On February 24, 2022, Russia invaded Ukraine in another wave of an ongoing assault upon their peaceful neighbor, which began in 2014. The result was the largest dislodgment of citizens since World War II – more than a third of Ukraine’s population is said to currently be displaced.
Much of the civilized world was swift to respond via numerous sanctions against Russia in protest of the unjust attacks and to impose financial constraints that would thwart Russia’s war efforts. By early April 2022, news reports claimed that the US was targeting Russian shipbuilding and diamond mining in the latest round of punitive efforts against the Kremlin. And it wasn’t just the US alone. Another 30-some global allies joined to impose sweeping restrictions against Russia for their bloody invasion of Ukraine.
Diamonds Became Verboten
The US Treasury quickly put the kibosh on doing business with Alrosa, partly owned by the Russian government. As the world’s largest diamond mining conglomerate, it accounts for 28% of all global diamond mining. Alrosa is responsible for over 90% of Russia’s diamond mining capacity as one of Russia’s largest corporations. In 2021, Alrosa’s worldwide revenue generated over $4.2B.
Bloomberg News, the global financial analyst, explained (in a May 11, 2022, report) the impact this sanction had upon the diamond trade. Prices for small rough which typically ends up being melee in jewelry, spiked almost 20% since March alone. With Alrosa out of the game, Bloomberg said, the entire pipeline from diamond cutters and polishers to traders experienced difficulty in sourcing stones.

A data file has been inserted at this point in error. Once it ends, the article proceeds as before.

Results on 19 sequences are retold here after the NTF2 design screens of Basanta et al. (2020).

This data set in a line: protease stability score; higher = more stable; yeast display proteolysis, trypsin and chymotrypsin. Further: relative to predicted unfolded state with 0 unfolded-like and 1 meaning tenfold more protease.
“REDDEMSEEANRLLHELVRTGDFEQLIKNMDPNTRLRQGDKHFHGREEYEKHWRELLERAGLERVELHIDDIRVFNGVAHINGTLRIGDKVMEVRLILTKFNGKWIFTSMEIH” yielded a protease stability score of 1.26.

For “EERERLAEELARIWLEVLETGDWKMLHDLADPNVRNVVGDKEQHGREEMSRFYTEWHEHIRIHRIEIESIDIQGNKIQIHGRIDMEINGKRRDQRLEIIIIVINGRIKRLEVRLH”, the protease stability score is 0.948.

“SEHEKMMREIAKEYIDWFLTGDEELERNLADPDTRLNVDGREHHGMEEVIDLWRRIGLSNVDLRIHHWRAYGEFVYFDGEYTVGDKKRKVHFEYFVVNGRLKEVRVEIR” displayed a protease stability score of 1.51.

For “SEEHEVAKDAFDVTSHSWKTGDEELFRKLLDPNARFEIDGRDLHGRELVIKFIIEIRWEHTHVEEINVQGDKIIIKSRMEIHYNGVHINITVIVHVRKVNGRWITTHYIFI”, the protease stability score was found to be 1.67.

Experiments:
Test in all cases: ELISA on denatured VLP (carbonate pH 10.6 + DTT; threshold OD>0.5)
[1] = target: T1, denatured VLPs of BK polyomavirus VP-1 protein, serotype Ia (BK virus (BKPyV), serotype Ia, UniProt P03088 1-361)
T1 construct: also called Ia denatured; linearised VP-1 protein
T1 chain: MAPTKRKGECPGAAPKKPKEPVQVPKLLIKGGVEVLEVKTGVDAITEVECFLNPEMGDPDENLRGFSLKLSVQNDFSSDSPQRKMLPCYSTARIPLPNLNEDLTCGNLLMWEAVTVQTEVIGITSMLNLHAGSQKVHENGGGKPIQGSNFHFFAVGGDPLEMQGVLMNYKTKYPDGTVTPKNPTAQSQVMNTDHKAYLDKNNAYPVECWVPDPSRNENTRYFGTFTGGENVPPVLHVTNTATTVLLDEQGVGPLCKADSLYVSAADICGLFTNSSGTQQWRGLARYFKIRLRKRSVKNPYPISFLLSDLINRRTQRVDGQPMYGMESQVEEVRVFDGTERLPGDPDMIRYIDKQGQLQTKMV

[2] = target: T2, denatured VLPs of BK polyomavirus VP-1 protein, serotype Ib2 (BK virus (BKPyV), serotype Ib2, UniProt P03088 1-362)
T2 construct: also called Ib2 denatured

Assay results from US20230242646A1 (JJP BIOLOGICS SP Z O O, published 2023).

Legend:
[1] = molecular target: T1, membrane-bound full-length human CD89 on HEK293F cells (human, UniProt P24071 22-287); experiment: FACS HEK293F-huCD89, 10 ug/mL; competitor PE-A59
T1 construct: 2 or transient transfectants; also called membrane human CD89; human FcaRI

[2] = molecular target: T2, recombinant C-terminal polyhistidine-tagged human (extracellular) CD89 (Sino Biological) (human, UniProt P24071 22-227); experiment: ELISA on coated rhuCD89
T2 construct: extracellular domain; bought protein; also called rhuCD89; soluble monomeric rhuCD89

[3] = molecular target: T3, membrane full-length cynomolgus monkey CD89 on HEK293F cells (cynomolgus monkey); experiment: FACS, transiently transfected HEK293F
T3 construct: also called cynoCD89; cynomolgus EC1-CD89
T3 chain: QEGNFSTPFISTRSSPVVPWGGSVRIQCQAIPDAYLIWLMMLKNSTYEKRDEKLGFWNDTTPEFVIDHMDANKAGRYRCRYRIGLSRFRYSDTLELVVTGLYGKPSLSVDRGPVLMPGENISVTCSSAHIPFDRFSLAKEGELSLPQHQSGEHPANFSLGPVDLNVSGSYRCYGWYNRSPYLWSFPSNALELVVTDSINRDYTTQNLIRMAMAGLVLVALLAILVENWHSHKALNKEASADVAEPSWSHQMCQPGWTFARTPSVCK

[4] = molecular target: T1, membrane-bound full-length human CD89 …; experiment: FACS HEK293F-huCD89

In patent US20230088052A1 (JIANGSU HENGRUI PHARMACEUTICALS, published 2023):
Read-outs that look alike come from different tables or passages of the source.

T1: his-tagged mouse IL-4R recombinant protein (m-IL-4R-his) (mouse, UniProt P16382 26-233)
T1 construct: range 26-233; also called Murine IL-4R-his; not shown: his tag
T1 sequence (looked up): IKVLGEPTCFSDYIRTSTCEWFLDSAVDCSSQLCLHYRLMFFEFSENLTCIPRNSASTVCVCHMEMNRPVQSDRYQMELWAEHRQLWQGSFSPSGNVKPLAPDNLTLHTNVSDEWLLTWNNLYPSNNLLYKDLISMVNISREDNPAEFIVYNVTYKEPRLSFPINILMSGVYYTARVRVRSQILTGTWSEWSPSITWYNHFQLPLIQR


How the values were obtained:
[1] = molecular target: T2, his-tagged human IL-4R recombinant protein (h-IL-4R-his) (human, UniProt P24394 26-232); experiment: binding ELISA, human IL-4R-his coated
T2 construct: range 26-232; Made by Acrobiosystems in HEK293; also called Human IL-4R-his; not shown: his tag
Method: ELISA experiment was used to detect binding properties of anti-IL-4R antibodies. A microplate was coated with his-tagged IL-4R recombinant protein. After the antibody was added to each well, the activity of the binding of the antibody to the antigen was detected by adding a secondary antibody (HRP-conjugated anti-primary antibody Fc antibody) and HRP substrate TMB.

De Beers – the Other Diamond Resource
The other major diamond supplier De Beers, said their supply isn’t expected to increase for a couple more years when their flagship South Africa mine expansion is completed. Meanwhile, they’ve been developing a system to track their goods straight back to the mines.
Keeping Track of Origins
De Beers announced its Code of Origin (COO) program in 2021. They wanted their diamonds to have a straightforward path of transparently identifying the source of goods, in a move to increase value and visibility, it said. When the Russian sanctions took effect in the US, this became even more important. Added after polishing and done in-house on diamonds of 0.3 ct. and up, a unique inscription for each stone is placed invisibly on its table without affecting its clarity. The proprietary process De Beers says, will establish a stone’s provenance and create a ‘pipeline of integrity’ for stones discovered by De Beers in Botswana, Canada, Namibia, or South Africa.
The lack of universal adherence to sanctioning has raised concerns of Russian goods being passed off as originating from elsewhere – and not Russia. As it stands, diamonds often become mixed together during the process of cutting, polishing, manufacturing, and setting of stones. So ensuring where any one diamond actually originated can be exceedingly difficult.